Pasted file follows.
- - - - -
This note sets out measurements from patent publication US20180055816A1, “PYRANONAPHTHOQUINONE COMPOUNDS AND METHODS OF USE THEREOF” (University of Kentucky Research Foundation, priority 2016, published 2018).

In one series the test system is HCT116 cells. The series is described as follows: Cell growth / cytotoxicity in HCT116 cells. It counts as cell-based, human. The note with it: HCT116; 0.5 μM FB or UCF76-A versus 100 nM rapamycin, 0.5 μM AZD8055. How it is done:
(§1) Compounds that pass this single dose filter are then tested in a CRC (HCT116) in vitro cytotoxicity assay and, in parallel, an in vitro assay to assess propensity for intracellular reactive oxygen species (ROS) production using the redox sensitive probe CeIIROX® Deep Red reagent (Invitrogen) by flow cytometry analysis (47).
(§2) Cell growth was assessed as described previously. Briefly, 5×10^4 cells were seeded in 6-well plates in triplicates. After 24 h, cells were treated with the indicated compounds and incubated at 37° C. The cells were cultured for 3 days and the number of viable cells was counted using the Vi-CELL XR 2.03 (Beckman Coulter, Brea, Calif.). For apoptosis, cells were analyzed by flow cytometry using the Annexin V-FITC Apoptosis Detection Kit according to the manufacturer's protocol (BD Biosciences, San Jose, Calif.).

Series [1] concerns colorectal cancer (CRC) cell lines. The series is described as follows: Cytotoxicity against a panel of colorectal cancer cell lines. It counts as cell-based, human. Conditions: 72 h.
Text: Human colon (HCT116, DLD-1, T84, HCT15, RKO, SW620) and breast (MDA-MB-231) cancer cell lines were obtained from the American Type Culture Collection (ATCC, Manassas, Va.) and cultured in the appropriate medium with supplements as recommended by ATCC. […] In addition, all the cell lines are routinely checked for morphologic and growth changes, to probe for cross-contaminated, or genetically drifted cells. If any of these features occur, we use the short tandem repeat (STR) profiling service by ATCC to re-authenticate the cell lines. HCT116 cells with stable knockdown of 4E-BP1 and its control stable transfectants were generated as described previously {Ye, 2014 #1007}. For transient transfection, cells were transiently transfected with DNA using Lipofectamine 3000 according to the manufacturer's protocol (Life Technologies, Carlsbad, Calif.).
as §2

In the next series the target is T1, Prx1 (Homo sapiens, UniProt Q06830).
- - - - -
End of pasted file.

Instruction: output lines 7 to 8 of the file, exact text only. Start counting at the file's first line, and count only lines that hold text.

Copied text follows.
as §2

In the next series the target is T1, Prx1 (Homo sapiens, UniProt Q06830).